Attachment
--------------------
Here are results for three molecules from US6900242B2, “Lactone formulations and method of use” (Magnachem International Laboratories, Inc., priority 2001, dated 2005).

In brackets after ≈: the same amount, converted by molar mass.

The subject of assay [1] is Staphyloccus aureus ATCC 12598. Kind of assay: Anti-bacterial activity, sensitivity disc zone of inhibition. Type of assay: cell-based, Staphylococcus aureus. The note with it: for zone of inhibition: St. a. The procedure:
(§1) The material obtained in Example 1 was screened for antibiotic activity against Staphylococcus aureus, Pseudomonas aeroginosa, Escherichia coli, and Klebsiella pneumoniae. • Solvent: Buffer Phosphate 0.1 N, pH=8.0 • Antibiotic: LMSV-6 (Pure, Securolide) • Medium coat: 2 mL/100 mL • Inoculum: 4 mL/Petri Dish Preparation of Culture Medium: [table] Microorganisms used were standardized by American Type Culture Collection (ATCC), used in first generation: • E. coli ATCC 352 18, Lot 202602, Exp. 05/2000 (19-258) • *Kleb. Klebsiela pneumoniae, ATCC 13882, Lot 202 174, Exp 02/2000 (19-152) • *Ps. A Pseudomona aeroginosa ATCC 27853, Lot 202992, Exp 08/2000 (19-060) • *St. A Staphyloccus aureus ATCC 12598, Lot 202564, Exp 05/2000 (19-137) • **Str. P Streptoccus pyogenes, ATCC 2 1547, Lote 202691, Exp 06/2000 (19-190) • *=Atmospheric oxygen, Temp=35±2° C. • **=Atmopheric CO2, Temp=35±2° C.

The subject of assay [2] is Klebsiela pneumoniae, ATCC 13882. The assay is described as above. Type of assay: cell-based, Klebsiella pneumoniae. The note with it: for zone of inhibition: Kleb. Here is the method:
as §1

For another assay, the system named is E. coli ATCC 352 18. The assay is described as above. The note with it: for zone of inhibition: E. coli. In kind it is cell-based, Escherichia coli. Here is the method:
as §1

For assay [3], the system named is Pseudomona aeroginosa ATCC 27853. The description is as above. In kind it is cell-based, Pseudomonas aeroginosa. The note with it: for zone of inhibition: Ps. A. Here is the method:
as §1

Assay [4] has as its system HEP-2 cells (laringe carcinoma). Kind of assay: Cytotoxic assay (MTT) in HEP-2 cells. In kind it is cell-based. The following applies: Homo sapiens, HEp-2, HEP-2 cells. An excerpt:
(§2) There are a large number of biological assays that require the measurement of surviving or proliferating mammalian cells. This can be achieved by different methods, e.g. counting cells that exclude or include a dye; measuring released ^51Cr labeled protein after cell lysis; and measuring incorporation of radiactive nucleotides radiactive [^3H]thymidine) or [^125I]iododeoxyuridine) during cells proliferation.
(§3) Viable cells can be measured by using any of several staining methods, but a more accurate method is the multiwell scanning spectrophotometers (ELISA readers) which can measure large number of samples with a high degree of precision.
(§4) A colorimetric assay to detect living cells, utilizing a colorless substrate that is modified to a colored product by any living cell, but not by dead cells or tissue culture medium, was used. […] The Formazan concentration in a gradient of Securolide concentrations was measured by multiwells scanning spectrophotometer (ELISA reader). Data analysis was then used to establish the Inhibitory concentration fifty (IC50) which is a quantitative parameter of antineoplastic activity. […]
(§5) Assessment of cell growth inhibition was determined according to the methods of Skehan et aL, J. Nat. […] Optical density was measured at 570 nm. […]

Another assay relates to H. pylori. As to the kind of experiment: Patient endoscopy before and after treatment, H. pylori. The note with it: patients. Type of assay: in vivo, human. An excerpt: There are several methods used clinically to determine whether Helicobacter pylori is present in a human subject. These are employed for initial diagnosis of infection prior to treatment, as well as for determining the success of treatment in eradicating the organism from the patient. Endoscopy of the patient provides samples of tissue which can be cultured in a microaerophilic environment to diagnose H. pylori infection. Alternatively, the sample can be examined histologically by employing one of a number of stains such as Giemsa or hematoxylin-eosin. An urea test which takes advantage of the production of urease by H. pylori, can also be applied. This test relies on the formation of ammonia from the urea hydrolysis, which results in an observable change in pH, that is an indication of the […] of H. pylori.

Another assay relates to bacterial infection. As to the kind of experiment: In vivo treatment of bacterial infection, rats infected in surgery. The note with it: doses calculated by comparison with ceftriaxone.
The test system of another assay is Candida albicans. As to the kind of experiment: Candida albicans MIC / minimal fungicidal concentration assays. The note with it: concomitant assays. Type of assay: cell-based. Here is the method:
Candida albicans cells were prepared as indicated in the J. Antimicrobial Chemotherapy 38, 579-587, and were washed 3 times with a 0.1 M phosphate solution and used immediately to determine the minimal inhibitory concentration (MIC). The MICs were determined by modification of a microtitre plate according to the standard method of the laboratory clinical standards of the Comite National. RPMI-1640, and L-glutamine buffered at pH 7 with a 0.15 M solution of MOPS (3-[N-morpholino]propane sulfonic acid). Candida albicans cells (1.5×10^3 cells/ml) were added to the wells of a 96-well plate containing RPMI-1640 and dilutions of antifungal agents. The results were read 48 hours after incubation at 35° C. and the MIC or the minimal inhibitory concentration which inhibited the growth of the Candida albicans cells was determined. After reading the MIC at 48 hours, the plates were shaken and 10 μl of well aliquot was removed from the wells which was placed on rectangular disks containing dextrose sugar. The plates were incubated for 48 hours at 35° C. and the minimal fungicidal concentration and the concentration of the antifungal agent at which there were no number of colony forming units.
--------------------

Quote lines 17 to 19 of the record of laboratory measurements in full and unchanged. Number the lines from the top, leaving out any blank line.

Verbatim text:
Another assay relates to bacterial infection. As to the kind of experiment: In vivo treatment of bacterial infection, rats infected in surgery. The note with it: doses calculated by comparison with ceftriaxone.
The test system of another assay is Candida albicans. As to the kind of experiment: Candida albicans MIC / minimal fungicidal concentration assays. The note with it: concomitant assays. Type of assay: cell-based. Here is the method:
Candida albicans cells were prepared as indicated in the J. Antimicrobial Chemotherapy 38, 579-587, and were washed 3 times with a 0.1 M phosphate solution and used immediately to determine the minimal inhibitory concentration (MIC). The MICs were determined by modification of a microtitre plate according to the standard method of the laboratory clinical standards of the Comite National. RPMI-1640, and L-glutamine buffered at pH 7 with a 0.15 M solution of MOPS (3-[N-morpholino]propane sulfonic acid). Candida albicans cells (1.5×10^3 cells/ml) were added to the wells of a 96-well plate containing RPMI-1640 and dilutions of antifungal agents. The results were read 48 hours after incubation at 35° C. and the MIC or the minimal inhibitory concentration which inhibited the growth of the Candida albicans cells was determined. After reading the MIC at 48 hours, the plates were shaken and 10 μl of well aliquot was removed from the wells which was placed on rectangular disks containing dextrose sugar. The plates were incubated for 48 hours at 35° C. and the minimal fungicidal concentration and the concentration of the antifungal agent at which there were no number of colony forming units.